Taking care of children can be challenging in any situation, but after a divorce, it is even more so. Establishing child support mandates is the government's solution to making sure both parents contribute to the care of their children. However, in an ever-evolving economy, financial hardships can make it difficult for the non-custodial parent to keep up with the payments.
Most divorced parents in Maryland want to contribute to their child's upbringing, but even one missed payment can make a substantial impact on both parent's ability to care for the child. Further, missing payments is detrimental to the paying parent as well. Each state deals with child support issues in its individual own way. In Maryland, there are several different enforcement options the state can use to collect delinquent payments. Some of these options include:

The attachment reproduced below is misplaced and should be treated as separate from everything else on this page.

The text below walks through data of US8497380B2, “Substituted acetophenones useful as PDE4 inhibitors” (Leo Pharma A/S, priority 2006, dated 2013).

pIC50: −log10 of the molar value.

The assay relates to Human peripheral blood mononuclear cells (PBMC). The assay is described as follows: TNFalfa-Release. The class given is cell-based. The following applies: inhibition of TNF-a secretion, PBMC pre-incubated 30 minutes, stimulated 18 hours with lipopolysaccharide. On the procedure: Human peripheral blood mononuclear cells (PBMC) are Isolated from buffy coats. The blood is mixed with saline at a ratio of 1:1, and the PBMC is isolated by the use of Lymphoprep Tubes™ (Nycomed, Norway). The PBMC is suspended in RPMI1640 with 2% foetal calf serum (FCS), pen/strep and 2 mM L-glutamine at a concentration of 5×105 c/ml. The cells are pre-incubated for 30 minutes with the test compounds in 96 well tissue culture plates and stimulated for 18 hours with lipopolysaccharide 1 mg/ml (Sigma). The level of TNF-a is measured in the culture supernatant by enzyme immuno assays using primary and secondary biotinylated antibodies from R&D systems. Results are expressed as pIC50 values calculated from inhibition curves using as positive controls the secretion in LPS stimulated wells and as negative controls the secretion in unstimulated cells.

-- Wage garnishment
-- Intercepting income tax refunds
-- Administrative liens
-- Intercepting lottery winnings
-- Asset garnishment
-- Credit reporting
-- New hire reporting
-- Driver's license suspension
Finally, a judge can order incarceration or other court actions to encourage the non-custodial parent to pay. In some cases, these enforcement techniques do not seem to make sense. For example, how can one go to work and make child support payments if he or she loses driving privileges? In another example, if one is incarcerated, he or she cannot go to work, earn money and pay child support.
Instead of simply ceasing payments, the non-custodial parent should seek child support modifications when circumstances arise that affect the ability to pay child support. Legal representation can help the paying parent present evidence and facts to support the necessity of modifying a child support order. Learn more about the process on our website.